Many women experience headaches due to changes in their hormones. The majority of women who get migraines notice a link with their periods. These so-called "menstrual migraines" tend to be especially severe.
There are several types of headaches that are linked with your period. Some women can get their menstrual headache before period, while others once their period starts.
Menstrual headaches before period are linked to changing levels of the hormones estrogen and progesterone. Some other factors might be at play, including genetics and dietary triggers.
Periods are not the sole trigger of hormonal headaches. Other causes may include oral contraceptives, hormone replacement therapy, and pregnancy.
Luckily, there’s a wide range of medications and other treatments that help relieve your bad headache before period. Women who suffer from a headache before period often find relief during pregnancy or upon reaching menopause
Causes of headache before period
Your migraine before period is most likely linked to the hormone estrogen. This female hormone controls the brain chemicals that affect headache-related chemicals in the brain. When you’re experiencing a headache, this means that there’s a drop or change in estrogen levels.
There’s a wide range of reasons for the change in hormone levels, including:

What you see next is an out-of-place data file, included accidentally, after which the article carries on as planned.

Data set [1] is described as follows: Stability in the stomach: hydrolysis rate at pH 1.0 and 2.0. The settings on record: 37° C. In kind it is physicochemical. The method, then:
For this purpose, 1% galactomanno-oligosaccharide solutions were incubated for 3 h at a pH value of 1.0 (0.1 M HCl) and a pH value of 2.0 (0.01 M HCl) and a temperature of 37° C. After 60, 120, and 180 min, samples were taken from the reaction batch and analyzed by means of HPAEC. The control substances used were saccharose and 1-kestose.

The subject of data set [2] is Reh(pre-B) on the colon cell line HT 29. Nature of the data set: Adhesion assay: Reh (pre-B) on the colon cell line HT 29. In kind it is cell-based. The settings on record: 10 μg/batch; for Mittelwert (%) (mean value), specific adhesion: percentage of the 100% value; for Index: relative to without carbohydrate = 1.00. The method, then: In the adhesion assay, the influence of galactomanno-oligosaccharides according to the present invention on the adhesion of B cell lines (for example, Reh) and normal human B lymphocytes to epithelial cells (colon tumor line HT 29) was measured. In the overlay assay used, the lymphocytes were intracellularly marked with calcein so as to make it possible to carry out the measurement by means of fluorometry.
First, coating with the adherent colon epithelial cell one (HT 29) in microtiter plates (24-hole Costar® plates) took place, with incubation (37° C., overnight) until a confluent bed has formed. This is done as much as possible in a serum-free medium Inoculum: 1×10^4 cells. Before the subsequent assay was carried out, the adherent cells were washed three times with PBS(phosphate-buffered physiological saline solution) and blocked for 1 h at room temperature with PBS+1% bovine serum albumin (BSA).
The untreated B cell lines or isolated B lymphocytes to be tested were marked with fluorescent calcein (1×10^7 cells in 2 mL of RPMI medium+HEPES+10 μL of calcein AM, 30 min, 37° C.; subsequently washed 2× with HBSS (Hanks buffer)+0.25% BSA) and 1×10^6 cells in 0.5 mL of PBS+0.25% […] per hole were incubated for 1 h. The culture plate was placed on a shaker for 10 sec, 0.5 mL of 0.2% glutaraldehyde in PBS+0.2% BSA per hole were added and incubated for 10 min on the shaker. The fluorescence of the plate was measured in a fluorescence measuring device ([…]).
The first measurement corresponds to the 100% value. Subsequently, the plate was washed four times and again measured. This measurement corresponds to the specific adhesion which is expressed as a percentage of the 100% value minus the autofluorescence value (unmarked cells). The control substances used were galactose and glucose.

- Menstrual cycle. Prior to your period, estrogen and progesterone fall to their lowest levels.
- Pregnancy. During the first trimester, estrogen levels rise quickly, then level out. Because of this, many women notice that their migraines get better or go away after their third month of pregnancy.
- Hormone replacement therapy. The hormones that women take during a replacement therapy can also set off headaches.
- Menopause and perimenopause. During the years leading to menopause, women have more headaches due to the fluctuating hormone levels. Many women say that their migraines become less severe as they reach menopause.
Can headaches before period be a sign of pregnancy?
Many women have a hard time figuring out if they are pregnant, have PMS, or are about to start their period. The symptoms are similar and include:
- mood swings
- back pain
- tender breasts
Although there are similar signs and symptoms, there are unique differences between each.
You will know that you’re about to start your period if you’re experiencing the following symptoms:
- joint pain
- peeing less
- lack of coordination
- increased appetite
- cravings for chocolate, salt, or alcohol
There are symptoms that only occur if you are pregnant, including:
- mild spotting
- missed or late period
- vaginal discharge
- darkening or enlargement of the areola or nipple
The best way to find out if you are pregnant is with a pregnancy test. You can find home pregnancy test kits at pharmacies and most grocery stores.
How to manage bad headache before period
Being female comes with its own struggles, especially when it comes to headaches. Fortunately, there's help.
Over-the-counter pain relievers can be of great help. They may soothe your pain soon after your headache begins.
Triptans are another option. You might feel their effects 2 hours after you take them.
You can also try acupuncture. This ancient Chinese practice may lower the number of tension headaches you get and could prevent a migraine before period.